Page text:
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French union want talks with U.S. tire chief on layoff plans

Flames and smoke rise from burning tyres as a worker sits on a barricade blocking the entrance of U.S. tyre-maker Goodyear's plant to protes
Flames and smoke rise from burning tyres as a worker sits on a barricade blocking the entrance of U.S. tyre-maker Goodyear's plant to protes

PARIS (Reuters) - Union leaders at a Goodyear tire plant in northern France have agreed to talks with a Texan executive who caused a furor earlier this year by saying the factory was "not worth saving".

Titan International CEO Maurice Taylor accused the plant's workers of being lazy and its unions of being "insane" in an open letter to the French government in February.

But Industry Minister Arnaud Montebourg, who had traded barbs with Taylor, has said the executive was reconsidering his abandoned takeover bid for the plant. His latest offer, for part of their operation, would save 333 out of a total 1,200 jobs.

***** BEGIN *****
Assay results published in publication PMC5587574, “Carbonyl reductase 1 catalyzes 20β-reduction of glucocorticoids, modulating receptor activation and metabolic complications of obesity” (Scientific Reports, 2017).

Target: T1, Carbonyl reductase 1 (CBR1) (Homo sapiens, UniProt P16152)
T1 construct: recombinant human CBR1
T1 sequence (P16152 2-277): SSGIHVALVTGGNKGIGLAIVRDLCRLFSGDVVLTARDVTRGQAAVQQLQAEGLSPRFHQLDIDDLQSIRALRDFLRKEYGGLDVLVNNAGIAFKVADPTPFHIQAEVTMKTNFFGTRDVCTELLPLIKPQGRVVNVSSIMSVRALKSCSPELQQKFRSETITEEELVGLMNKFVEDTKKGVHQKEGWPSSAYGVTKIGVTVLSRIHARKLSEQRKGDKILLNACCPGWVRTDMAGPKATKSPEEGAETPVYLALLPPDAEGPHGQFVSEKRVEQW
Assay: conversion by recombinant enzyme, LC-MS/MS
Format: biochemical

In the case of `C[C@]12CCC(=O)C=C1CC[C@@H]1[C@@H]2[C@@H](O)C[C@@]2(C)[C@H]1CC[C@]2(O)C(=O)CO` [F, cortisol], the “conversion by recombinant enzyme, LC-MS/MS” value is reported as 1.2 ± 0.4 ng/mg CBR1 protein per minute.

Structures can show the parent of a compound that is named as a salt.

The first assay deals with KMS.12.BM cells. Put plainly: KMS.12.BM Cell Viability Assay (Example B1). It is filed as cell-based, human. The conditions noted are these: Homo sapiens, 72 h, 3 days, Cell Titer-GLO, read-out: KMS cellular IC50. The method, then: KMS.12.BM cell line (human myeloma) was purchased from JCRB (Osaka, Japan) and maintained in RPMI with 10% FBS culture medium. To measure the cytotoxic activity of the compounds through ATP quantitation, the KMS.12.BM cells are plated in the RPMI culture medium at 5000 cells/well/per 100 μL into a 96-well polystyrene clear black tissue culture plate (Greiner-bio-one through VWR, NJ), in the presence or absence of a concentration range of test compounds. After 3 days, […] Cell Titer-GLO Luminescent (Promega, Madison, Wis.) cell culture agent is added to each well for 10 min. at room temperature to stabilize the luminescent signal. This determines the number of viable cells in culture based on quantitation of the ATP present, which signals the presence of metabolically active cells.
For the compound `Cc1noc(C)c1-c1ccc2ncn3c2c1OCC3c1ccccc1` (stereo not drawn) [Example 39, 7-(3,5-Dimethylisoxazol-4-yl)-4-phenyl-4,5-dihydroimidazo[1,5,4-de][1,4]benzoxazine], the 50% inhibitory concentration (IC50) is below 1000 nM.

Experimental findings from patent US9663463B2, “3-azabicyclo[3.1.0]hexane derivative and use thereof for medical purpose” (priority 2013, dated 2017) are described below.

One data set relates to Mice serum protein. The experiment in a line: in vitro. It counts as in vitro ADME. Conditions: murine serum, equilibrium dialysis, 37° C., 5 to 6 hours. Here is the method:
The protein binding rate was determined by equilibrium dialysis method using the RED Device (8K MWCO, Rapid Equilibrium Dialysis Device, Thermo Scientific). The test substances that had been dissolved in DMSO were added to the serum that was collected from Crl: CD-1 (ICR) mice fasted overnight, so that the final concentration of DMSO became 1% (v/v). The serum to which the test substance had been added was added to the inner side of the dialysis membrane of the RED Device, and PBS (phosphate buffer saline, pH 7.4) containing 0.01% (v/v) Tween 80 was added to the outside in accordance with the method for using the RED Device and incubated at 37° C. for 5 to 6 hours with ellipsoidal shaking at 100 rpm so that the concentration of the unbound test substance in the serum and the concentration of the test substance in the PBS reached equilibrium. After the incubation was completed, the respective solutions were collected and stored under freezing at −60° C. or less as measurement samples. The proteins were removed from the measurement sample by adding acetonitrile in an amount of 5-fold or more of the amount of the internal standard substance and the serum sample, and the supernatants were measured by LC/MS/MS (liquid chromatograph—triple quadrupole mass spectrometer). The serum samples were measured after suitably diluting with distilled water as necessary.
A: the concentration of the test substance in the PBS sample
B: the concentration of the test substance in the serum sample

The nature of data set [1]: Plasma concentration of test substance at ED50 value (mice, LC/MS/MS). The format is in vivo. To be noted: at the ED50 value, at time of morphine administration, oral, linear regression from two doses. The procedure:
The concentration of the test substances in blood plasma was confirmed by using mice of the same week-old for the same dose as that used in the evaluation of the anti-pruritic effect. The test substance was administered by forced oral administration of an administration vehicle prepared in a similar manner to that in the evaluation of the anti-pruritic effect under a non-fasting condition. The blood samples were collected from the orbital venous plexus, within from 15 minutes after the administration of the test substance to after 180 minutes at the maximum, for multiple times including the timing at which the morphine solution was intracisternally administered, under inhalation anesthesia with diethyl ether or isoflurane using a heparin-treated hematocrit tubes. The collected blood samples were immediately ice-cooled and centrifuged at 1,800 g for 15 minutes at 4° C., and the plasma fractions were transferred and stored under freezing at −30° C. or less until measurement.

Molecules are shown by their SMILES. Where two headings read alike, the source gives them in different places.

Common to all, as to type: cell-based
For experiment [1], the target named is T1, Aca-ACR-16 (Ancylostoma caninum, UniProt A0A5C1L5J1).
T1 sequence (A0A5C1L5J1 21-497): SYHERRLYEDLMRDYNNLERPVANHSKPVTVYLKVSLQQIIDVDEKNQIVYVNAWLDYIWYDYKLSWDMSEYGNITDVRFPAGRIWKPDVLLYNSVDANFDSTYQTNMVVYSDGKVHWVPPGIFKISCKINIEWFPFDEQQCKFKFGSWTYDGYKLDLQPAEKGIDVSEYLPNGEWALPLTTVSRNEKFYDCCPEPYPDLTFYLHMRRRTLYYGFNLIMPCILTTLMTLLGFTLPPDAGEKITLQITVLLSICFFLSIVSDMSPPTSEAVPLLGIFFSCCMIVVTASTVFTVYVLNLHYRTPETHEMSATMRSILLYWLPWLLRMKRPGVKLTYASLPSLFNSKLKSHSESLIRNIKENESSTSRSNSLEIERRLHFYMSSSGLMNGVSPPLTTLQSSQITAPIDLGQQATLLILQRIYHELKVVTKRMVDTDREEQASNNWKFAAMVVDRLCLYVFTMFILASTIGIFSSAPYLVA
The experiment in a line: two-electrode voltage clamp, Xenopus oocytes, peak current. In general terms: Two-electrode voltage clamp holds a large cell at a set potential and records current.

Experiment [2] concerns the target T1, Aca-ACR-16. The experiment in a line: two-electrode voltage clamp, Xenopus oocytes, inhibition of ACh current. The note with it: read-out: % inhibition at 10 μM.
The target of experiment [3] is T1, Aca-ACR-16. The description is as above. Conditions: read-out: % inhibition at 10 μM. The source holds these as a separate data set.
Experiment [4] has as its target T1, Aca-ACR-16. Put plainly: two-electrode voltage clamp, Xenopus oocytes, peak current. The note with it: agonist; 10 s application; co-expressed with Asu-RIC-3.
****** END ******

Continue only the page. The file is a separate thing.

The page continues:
Taylor, known as "the Grizz" for his gruff manner, has yet to confirm the plans.

"We're in favor of talks, we're in favor of pushing things forward, but only insofar as nobody is left behind," said Mickael Wamen, head representative at Goodyear for the CGT union, which represents a majority of workers.

Taylor's offer to buy the factory's tools for manufacturing agricultural tyres while abandoning its road tire division is similar to a previous offer he made, which would have preserved more jobs but was rejected by Wamen's union.

Wamen met Montebourg at the Finance Ministry on Wednesday and said that he wanted to press union demands directly to Taylor in a meeting at his U.S. offices.

Montebourg declined to say whether Taylor had agreed to meet unions, but said the executive had softened his view on French workers.

"There were six years of very hard struggle on this site, and now I'd like to work on an honorable peace," Montebourg said. "Mr. Taylor, who had very harsh words for French workers and for the French government, has finally agreed to wash the slate clean of such criticism."

(Reporting by Marion Douet and Nicholas Vinocur; Editing by Ruth Pitchford)

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